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I'm trying to access a variable's name. For example, if I call a function to print a list (printL) and want to print my list's name "A_minus_B":

def printL (xlist):
    print "****************************"
    print "name of list"
    print (" entries :  "),len(xlist) 
    print xlist
    print  "****************************"
    return()

How can I get the function to print "A_minus_B" instead of "name of list", the name I used when calling the function printL(A_minus_B)?

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1  
It will help if you tell us what language you're using. –  Don Roby Dec 17 '11 at 20:20
    
Sorry. This is for Python 2.7 –  Thomas_r Dec 17 '11 at 23:09
1  
Duplicate: stackoverflow.com/questions/592746/… –  heltonbiker Dec 18 '11 at 0:20
    
possible duplicate of python, can i print original var name? –  David Z Dec 18 '11 at 0:22
    
@heltonbiker: ah, good catch. –  David Z Dec 18 '11 at 0:22

2 Answers 2

Alternate way to do it:

list_dict = {}     #creates empty dictionary
list_dict['list_a'] = [1,2,3,4,5,6]   # here you create the name (key)
nice_name = 'list_b'
list_dict[nice_name] = [7,8,9,10,11,12]   # here you use already existing string as name (key)

def list_info(ld):
    for key in sorted(ld):
        print "****************************"
        print key
        print " entries :  " ,len(ld[key]) 
        print ld[key]
        print  "****************************"

list_info(list_dict)
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You can't.* The detailed reasons are discussed in the Python language reference, but basically what Python does when you call printL(A_minus_B) is take the value that has been labeled A_minus_B and create a new label, xlist, that happens to refer to the same thing. From that point on, the label xlist has absolutely no connection to the other label A_minus_B, and in fact, the value which has been labeled A_minus_B or xlist or whatever has no connection to any of the names that have been used to label it.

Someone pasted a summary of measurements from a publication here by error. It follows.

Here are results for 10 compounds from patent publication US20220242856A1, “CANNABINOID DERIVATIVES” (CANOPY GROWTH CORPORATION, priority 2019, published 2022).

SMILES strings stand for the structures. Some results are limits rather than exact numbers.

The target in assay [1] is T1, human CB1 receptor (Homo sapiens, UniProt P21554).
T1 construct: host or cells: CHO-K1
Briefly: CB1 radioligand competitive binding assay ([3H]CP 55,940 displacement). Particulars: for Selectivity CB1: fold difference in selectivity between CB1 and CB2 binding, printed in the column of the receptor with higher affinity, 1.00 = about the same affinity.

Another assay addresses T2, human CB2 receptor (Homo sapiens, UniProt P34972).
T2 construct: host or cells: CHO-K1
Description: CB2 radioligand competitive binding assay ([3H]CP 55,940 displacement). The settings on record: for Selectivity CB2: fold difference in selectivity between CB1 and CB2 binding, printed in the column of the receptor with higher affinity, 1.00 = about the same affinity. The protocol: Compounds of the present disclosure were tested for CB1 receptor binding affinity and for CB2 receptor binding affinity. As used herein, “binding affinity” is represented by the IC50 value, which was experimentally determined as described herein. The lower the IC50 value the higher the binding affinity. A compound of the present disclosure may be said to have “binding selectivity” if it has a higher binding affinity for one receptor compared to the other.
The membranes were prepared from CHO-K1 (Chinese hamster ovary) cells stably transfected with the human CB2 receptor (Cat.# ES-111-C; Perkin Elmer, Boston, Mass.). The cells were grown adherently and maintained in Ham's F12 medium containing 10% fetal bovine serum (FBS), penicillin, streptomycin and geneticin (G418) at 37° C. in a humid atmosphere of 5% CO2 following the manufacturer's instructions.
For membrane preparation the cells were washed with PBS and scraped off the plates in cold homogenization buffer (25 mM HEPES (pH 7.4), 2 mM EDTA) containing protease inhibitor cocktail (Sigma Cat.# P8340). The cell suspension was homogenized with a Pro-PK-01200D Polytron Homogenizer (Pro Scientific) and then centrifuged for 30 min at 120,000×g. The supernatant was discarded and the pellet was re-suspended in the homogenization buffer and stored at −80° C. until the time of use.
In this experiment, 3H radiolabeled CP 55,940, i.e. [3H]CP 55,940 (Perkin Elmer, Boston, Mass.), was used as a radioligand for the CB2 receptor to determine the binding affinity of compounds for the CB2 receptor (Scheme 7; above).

*Well, you can, by using some deep "Python voodoo"... you would basically have to tell Python to read the piece of source code where you call printL(A_minus_B) and extract the variable name from there. Normally that's the kind of thing you probably shouldn't be doing (not because you're a beginner, but because it usually indicates you've designed your program the wrong way), but debugging is one of those cases where it's probably appropriate. Here's one way to do it:

import inspect, pprint

def print_values(*names):
    caller = inspect.stack()[1][0]
    for name in names:
        if name in caller.f_locals:
            value = caller.f_locals[name]
        elif name in caller.f_globals:
            value = caller.f_globals[name]
        else:
            print 'no such variable: ' + name
        # do whatever you want with name and value, for example:
        print "****************************"
        print name
        print (" entries :  "),len(value) 
        print value
        print  "****************************"

The catch is that when you call this function, you have to pass it the name of the variable you want printed, not the variable itself. So you would call print_values('A_minus_B'), not print_values(A_minus_B). You can pass multiple names to have them all printed out, for example print_values('A_minus_B', 'C_minus_D', 'foo').

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thanks David. How should I design this type of thing then? "When calling a function, tell me the name of the parameter I passed to that function". I suppose I could do listDic = {"listA" : list_A, "listB" : list_A} then call printL(listDic(mylist)), and have printL display mylist. Is this bad design? –  Thomas_r Dec 18 '11 at 7:11
    
It depends, why do you need the name of the variable? –  David Z Dec 18 '11 at 7:32
    
I have a function to print values of my lists (soe sort of debugging) and want to print out the name of the list I had passed to the function. The dictionnary approach seems to work. I have a listDic = {"list_A": listA, "list_B": listB} I call printL("listX"), which print "listX" then print the values in listX by doing print listDic[listX]. Is this sound coding? Many thanks Thomas –  Thomas_r Dec 18 '11 at 16:20
    
For debugging it's not so bad. I've edited in an example. –  David Z Dec 19 '11 at 0:39
    
(I'm doing this here because in the question that was linked as a duplicate in heltonbiker's comment, this would not be a good design choice.) –  David Z Dec 19 '11 at 1:15

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